The length of Hair Transplantation Recovery period can vary depending on the type of surgery you choose and the size of the procedure. So there are a few things to consider and plan to ensure your recovery period is a positive experience says Hair Transplant Surgeon and Cosmetic Physician of Melbourne, Dr Rhett Bosnich.
“Today’s surgeries are capable of delivering many more grafts in a single session than was previously possible in years gone-by. This is great for the hair transplant patient because it means less sessions are required to deliver their final result in hair loss treatment.Hair transplant patients of today also get to appreciate the almost undetectable results when first doing their research and choosing the right clinic that is purely and fore-mostly dedicated to Hair Transplantation alone.” says Dr Bosnich. “Larger-sized surgery also means, though that there are a few things for them to consider regarding the Hair Transplantation Recovery period so they can plan and be prepared, thereby minimizing distress and anxiety.”
Dr Bosnich says that there are a few common side-effects of surgery that can influence such things as timing of your surgery – you may wish to take some annual leave from your job, or utilize Christmas holidays or public holidays to minimize the amount of sick leave you use
“The following things are minor, but could be enough for you to consider whether or not to remain housebound, alone or have a friend or family member with you during your recovery which can be up to 14 days depending on the effect,” says Dr Bosnich. “For example, facial swelling may be possible in people who have their frontal hairlines heavily worked on because oedema (fluid from inflammation) can track down the forehead to the eye area for a few days. If you don’t want certain people to know you’ve had surgery, you may wish to forewarn them that you’ll be “out-of-town” for a while, and simply just remain housebound for a week until the swelling resolves.”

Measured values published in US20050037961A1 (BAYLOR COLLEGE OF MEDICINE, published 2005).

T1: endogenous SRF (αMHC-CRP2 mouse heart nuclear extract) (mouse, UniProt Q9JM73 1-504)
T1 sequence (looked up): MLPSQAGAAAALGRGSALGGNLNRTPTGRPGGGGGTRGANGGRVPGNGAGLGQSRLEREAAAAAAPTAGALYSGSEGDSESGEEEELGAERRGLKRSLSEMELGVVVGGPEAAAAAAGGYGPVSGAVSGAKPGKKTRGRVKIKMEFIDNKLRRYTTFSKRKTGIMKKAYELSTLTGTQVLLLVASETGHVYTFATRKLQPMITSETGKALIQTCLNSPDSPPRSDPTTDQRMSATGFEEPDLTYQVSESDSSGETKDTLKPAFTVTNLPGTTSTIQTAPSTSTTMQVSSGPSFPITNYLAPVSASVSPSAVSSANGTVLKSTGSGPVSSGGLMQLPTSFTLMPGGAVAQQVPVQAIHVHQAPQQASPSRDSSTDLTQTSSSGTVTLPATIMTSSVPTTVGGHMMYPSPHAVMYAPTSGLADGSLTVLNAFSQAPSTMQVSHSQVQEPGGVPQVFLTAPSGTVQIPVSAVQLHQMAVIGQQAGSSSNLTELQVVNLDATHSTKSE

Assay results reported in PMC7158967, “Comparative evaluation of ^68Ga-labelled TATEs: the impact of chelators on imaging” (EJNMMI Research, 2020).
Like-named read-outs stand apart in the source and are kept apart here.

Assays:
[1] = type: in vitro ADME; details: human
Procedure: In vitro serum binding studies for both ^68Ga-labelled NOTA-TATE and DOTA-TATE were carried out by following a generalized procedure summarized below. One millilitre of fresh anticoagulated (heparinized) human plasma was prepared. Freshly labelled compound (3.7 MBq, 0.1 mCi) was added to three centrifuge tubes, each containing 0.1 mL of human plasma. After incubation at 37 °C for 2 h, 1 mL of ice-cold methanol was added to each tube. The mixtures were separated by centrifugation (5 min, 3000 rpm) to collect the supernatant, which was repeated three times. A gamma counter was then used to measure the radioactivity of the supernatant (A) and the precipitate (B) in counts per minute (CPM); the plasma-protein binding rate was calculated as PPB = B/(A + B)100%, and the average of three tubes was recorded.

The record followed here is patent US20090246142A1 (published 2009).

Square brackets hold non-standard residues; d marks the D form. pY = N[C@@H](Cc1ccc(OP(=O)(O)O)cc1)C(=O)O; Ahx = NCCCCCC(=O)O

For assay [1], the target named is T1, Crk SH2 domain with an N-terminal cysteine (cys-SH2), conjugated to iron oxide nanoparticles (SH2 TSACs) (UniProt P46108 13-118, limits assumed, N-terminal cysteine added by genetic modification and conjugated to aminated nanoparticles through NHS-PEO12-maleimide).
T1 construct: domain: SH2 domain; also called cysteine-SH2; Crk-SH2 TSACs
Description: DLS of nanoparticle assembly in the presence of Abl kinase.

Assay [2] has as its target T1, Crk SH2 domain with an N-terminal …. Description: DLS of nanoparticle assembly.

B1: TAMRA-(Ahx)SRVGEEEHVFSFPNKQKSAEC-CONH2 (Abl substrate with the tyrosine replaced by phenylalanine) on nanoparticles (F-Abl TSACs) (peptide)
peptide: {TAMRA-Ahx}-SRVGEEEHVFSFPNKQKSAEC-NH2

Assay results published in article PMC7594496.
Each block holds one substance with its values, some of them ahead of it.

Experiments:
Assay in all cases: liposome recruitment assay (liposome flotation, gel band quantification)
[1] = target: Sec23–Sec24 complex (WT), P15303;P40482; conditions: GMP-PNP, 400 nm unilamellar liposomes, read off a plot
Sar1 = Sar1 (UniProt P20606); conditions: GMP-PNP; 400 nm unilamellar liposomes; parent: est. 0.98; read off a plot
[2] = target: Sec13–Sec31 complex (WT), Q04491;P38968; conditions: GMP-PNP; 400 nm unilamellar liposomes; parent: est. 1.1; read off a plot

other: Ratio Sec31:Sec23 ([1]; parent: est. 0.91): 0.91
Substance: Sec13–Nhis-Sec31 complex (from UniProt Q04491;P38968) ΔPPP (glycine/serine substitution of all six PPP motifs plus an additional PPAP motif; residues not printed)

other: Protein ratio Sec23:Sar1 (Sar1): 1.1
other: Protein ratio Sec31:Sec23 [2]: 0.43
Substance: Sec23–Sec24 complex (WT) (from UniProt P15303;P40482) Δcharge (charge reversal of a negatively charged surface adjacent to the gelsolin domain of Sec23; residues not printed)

Dr Bosnich also says that other effects can be experienced to you may wish to plan ahead for and these include: wound healing (tiny scabs form in the area of transplantation in the first few days – patients are encouraged to wait for about a week before they can start to massage them off according to strict instructions); bruising; temporary numbness and tenderness of either the donor area or the recipient area; tightness at the back of the scalp for those who have large-sized strip surgery; temporary redness during the wound healing phase that can be disguised if necessary with hair or cosmetic product; temporary ingrown hairs/pimples as the new hair push through the scalp.